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Hoffmann, R. A wiki for the life sciences where authorship matters. Nature Genetics (2008)

The human ROX gene: genomic structure and mutation analysis in human breast tumors.

We have recently isolated a human gene, ROX, encoding a new member of the basic helix-loop-helix leucine zipper protein family. ROX is capable of heterodimerizing with Max and acts as a transcriptional repressor in an E-box-driven reporter gene system, while it was found to activate transcription in HeLa cells. ROX expression levels vary during the cell cycle, being down-regulated in proliferating cells. These biological properties of ROX suggest a possible involvement of this gene in cell proliferation and differentiation. The ROX gene maps to chromosome 17p13.3, a region frequently deleted in human malignancies. Here we report the genomic structure of the human ROX gene, which is composed of six exons and spans a genomic region of less than 40 kb. In an attempt to identify possible inactivating mutations in the ROX gene in human breast cancer, we performed a single-strand conformation polymorphism analysis of its coding region in 16 sporadic breast carcinomas showing loss of heterozygosity in the 17p13.3 region. No mutations were found in this analysis. Five nucleotide polymorphisms were identified in the ROX gene, three of which caused an amino acid substitution. These nucleotide changes were present in the peripheral blood DNAs of both the patients and the control individuals. In vitro translated assays did not show a significant decrease in the ability of the ROX mutant proteins to bind DNA or to repress transcription of a driven reporter gene in HEK293 cells. Despite experimental evidence that ROX might act as a tumor suppressor gene, our data suggest that mutations in the coding region of ROX are uncommon in human breast tumorigenesis.[1]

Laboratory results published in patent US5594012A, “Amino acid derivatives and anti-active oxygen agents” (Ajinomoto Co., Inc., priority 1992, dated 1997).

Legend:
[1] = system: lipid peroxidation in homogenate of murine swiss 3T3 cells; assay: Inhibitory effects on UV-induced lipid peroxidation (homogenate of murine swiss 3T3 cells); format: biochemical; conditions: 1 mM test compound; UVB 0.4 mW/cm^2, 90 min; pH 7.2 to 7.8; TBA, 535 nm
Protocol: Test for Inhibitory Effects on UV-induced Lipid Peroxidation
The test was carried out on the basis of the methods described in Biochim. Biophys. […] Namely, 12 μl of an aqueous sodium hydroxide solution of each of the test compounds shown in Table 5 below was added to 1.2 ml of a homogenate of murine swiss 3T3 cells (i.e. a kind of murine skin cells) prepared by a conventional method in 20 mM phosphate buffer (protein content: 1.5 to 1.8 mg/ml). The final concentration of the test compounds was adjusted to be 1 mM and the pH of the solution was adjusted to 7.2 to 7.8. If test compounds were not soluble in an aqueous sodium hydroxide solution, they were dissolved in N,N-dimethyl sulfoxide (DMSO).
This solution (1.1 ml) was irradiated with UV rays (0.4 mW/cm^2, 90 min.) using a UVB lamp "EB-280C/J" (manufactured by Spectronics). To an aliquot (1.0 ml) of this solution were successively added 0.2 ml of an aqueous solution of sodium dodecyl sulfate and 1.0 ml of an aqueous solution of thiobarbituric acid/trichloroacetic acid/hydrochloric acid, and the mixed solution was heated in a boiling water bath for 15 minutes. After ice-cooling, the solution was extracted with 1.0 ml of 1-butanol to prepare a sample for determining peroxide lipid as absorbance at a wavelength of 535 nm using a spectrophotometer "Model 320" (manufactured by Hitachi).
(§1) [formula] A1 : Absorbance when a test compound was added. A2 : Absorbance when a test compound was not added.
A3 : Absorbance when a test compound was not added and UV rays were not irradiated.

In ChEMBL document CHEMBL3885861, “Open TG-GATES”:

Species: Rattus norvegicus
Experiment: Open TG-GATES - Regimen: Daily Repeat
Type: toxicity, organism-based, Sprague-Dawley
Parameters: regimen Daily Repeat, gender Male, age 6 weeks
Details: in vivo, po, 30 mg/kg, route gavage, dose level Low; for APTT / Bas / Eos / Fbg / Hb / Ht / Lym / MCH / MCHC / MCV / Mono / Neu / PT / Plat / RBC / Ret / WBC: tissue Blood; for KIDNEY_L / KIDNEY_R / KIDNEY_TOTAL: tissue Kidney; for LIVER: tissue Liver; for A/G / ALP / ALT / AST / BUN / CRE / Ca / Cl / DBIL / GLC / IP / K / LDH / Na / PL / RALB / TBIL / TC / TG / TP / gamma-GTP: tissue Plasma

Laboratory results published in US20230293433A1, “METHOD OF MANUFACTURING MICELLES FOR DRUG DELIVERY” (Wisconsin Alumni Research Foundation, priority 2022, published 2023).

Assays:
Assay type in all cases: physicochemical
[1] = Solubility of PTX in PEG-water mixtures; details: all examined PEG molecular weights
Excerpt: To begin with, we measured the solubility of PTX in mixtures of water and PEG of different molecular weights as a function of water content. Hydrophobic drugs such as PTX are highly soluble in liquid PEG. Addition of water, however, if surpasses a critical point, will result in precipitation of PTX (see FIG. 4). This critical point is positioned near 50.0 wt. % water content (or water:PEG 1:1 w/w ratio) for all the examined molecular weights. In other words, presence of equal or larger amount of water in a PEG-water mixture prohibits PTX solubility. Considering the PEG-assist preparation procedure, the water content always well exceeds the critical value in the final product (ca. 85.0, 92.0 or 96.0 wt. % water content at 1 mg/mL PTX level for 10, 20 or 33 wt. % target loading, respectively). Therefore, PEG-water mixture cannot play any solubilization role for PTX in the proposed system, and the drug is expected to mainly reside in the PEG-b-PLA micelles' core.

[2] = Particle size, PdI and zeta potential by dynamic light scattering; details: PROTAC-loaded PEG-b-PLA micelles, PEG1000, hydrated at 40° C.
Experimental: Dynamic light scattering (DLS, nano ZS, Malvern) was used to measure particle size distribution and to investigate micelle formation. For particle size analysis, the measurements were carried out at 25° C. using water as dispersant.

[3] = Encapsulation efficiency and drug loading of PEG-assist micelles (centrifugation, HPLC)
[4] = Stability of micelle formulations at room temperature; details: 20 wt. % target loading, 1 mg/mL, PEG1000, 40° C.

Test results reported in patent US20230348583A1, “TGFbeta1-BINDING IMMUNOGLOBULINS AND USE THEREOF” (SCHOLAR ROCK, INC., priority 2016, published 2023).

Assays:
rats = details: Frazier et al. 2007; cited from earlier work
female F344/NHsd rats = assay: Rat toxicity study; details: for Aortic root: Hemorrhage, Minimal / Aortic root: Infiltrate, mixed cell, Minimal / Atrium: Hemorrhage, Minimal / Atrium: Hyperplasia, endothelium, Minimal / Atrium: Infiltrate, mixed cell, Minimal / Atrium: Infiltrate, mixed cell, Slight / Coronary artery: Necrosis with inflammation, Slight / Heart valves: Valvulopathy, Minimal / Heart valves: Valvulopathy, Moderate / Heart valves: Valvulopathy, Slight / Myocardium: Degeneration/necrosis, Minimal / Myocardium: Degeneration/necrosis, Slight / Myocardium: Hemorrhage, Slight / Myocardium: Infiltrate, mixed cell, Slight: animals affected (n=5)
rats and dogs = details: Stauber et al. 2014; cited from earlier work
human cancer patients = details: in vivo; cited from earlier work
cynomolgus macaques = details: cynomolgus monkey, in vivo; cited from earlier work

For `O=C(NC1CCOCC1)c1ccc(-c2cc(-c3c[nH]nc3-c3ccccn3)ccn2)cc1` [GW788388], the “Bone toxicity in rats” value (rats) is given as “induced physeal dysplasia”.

1. The human ROX gene: genomic structure and mutation analysis in human breast tumors. Nigro, C.L., Venesio, T., Reymond, A., Meroni, G., Alberici, P., Cainarca, S., Enrico, F., Stack, M., Ledbetter, D.H., Liscia, D.S., Ballabio, A., Carrozzo, R. Genomics (1998) [Pubmed]
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